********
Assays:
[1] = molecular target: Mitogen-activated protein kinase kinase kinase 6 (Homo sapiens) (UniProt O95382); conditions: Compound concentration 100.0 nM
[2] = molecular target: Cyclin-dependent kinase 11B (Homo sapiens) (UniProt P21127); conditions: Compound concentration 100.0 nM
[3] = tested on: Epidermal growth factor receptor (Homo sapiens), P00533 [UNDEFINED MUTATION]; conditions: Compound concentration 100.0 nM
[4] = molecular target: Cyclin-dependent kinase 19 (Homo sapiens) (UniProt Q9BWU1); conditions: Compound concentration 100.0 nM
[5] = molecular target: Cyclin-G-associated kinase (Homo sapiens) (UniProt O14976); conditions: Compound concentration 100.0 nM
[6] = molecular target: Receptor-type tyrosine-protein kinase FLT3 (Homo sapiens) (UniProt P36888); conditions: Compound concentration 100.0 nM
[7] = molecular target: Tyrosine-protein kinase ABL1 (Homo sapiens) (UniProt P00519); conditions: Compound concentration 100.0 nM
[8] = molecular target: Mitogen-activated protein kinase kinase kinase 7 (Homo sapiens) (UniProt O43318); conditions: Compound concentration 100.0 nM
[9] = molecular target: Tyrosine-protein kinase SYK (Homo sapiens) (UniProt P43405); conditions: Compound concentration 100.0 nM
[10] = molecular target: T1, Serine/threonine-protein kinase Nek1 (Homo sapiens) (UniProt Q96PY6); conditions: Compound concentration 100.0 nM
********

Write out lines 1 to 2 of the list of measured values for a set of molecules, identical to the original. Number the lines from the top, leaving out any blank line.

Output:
Assays:
[1] = molecular target: Mitogen-activated protein kinase kinase kinase 6 (Homo sapiens) (UniProt O95382); conditions: Compound concentration 100.0 nM